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Haematologica. 2008 Dec;93(12):1868-76. doi: 10.3324/haematol.13490. Epub 2008 Sep 2.

Controlling alpha-globin: a review of alpha-globin expression and its impact on beta-thalassemia.

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  • 1Cell and Gene Therapy Research Group, The Murdoch Children's Research Institute, The University of Melbourne, Royal Children's Hospital, Flemington Road, Parkville 3052, Melbourne, Australia. joanna.voon@mcri.edu.au

Abstract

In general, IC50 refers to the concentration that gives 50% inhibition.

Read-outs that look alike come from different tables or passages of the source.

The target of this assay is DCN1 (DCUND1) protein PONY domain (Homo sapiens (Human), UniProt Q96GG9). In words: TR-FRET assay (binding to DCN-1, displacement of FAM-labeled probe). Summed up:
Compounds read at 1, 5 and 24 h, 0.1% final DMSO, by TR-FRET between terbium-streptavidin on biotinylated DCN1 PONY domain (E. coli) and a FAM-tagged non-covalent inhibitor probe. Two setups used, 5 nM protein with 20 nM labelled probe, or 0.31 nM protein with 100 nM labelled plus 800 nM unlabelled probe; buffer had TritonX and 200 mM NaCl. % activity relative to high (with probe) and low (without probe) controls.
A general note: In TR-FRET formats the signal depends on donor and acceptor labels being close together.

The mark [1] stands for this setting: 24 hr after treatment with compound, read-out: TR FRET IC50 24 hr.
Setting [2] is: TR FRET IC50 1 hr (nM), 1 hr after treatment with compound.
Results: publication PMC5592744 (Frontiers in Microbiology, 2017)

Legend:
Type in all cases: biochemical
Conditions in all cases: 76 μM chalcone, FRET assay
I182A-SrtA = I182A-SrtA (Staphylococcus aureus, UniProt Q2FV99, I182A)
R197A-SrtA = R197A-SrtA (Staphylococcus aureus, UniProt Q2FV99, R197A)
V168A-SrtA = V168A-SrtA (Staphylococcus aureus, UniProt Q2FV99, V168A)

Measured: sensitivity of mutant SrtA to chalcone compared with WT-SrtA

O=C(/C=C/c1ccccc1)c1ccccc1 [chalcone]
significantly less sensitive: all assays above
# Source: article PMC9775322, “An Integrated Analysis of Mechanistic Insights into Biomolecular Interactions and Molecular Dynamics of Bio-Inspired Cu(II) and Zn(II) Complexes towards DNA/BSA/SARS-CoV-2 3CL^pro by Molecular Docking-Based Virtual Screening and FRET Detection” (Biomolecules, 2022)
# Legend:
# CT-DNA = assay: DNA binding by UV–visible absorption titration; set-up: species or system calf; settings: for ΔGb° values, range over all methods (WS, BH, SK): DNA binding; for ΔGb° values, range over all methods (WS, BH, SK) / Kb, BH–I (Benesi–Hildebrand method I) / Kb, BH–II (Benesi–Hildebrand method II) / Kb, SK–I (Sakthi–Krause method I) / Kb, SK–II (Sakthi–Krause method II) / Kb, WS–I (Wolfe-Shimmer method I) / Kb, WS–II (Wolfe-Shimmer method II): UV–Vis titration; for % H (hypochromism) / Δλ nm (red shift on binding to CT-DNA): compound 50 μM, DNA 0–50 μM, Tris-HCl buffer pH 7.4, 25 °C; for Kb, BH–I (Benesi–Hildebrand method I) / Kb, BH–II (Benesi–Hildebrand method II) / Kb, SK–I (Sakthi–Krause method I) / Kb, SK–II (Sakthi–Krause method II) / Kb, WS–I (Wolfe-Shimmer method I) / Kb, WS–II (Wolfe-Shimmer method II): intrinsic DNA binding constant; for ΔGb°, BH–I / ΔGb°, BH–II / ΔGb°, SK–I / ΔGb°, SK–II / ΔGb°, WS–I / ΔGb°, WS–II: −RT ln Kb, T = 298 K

Synthesis of alpha-globin and alpha-globin subunits of hemoglobin occurs at high levels during erythrocyte differentiation in a tightly controlled and coordinated fashion. Expression of alpha-globin is a fascinatingly complex process which has been meticulously defined in several recent studies, from chromatin modifications to Pol II recruitment. Following this, alpha-globin transcripts are processed and stabilized by a protein complex which binds the 3' untranslated region. Transcription and stabilization contribute to high level expression of alpha-globin. However, translation of alpha-globin at levels exceeding alpha-globin expression damages cellular membranes and results in beta-thalassemia. It is, therefore, crucial that alpha-globin proteins are properly folded and stabilized, processes which are dependent on the presence of haem and AHSP. The exceedingly well-characterized process of alpha-globin expression elegantly illustrates the complex interaction of factors which are required to balance necessary high expression against the negative impacts of overexpression.

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